Clean, green, organic and sustainable is the mantra of many San Francisco restaurants, but at Pier 3’s Plant Cafe Organic, it’s the foundation.
The menu at the largest location of the Plant Cafe, owned by Matthew Guelke and Mark Lewis, notes that just a few ingredients are not organic.
Guelke and Lewis opened their first Plant Cafe, formerly named Lettus Organic Cafe, eight years ago in San Francisco’s Marina district. Guelke was in the tech industry at Muse Corp. and Lewis was Muse’s board chairman. The two friends joined forces after Guelke could not easily find the type of food he sought in San Francisco despite the fact that fresh, organic food is widely celebrated in the Bay Area.
Guelke and his family had attended a health retreat where all foods “not good for you” were replaced with raw food and juices. Afterward he felt incredibly good, and his parents’ health improved, he says.”I approached Mark about starting a restaurant where everything was pure, with fresh juices and primarily vegetable-based,” Guelke says. “I wanted to make it affordable to eat 100 percent local organic food.” The partners opened the Embarcadero and Financial District locations in 2007. Formerly an industrial storage space for agriculture and freight shipping, Plant Cafe’s Embarcadero space is now a full-service, 142-seat restaurant. The patio, which is equipped with heaters and roll-down walls, affords waterfront views. An open breezeway separates the restaurant from the kitchen and the smaller, quick-service cafe with 20 mezzanine-level seats.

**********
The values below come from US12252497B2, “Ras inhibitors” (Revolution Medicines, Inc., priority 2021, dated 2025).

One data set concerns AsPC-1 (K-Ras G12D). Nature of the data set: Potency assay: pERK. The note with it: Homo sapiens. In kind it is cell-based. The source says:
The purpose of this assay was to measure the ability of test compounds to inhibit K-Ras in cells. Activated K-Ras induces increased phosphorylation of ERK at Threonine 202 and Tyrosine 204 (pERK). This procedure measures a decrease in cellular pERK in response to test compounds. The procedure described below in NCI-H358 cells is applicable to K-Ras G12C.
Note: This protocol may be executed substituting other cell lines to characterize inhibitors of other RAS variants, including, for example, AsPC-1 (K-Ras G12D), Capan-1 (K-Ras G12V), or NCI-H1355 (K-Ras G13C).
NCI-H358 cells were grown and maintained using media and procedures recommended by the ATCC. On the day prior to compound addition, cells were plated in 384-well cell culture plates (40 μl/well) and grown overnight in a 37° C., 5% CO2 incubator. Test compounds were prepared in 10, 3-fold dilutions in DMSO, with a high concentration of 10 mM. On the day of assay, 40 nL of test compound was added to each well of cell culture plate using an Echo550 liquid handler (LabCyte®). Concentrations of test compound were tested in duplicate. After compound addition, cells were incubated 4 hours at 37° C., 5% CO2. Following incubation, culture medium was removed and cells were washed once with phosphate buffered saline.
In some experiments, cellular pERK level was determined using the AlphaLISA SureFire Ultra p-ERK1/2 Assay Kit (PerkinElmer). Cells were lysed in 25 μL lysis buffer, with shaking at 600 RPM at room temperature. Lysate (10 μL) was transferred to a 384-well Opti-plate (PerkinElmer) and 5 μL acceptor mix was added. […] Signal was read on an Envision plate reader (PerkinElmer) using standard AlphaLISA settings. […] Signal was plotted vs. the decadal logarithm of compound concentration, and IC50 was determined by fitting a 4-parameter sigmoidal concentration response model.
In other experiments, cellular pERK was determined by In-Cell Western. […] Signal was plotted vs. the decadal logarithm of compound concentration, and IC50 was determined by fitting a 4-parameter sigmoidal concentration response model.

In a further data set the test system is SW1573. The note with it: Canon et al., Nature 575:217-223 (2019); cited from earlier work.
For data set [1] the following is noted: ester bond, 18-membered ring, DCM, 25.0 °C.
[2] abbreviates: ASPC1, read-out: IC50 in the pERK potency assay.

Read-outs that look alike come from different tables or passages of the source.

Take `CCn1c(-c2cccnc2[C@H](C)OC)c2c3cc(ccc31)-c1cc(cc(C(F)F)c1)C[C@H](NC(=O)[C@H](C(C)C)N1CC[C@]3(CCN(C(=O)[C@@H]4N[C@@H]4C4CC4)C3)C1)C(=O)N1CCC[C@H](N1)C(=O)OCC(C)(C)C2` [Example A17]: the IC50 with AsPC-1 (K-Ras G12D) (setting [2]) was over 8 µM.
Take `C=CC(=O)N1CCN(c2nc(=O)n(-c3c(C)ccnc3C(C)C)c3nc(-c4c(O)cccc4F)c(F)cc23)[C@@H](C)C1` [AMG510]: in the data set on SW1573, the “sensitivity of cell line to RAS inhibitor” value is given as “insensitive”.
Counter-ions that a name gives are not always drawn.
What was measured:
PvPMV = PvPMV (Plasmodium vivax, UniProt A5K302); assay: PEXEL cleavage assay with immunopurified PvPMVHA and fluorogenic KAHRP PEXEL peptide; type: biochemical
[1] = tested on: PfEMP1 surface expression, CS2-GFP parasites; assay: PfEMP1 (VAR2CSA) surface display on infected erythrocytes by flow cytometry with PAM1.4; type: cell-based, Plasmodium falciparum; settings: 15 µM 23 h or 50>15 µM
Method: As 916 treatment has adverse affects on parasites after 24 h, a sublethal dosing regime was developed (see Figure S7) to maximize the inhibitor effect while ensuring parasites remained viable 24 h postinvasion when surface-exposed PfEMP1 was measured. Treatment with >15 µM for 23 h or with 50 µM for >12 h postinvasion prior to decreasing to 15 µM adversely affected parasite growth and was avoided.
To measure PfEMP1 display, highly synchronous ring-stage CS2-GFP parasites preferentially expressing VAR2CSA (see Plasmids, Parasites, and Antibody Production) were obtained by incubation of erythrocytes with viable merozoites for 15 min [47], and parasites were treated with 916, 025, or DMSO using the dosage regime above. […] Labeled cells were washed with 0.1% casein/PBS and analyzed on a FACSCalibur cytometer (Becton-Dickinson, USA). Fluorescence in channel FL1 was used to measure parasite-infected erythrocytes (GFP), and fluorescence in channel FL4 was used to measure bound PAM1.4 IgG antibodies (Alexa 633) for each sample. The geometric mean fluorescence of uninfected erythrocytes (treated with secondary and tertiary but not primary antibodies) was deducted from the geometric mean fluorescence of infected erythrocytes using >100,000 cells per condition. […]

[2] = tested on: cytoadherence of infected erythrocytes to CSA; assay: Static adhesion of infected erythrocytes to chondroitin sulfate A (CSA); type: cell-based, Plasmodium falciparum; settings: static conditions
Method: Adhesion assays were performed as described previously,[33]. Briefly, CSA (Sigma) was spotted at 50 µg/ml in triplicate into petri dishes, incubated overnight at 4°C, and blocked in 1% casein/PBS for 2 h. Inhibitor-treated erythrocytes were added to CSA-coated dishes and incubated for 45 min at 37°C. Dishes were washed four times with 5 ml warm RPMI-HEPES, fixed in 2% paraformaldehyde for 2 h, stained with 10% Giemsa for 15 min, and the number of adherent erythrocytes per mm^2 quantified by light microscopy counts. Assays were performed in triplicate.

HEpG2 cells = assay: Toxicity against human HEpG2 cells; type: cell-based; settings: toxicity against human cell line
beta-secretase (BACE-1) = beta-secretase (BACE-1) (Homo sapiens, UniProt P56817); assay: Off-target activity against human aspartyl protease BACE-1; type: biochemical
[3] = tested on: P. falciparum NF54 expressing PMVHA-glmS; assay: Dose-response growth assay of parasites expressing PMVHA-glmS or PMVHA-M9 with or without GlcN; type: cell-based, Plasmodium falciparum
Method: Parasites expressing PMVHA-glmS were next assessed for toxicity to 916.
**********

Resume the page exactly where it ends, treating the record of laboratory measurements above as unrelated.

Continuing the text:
Cass Calder Smith, who designed such places as LuLu, Rose Pistola and the nearby La Mar Cebicheria Peruana, incorporated a living wall of air plants, a floor made from coconut shells and a zinc bar in the Scandinavian-influenced dining room. While using natural, sustainably sourced construction materials is not unusual these days, Guelke and Lewis stepped up the environmentally conscious design with rooftop solar panels that power about 30 percent of the kitchen’s needs.The design earned a Smart Environments award from Metropolis magazine in 2010, and this year the Nature Conservancy recognized the restaurant for its “commitment to sustainably sourced ingredients and green practices.”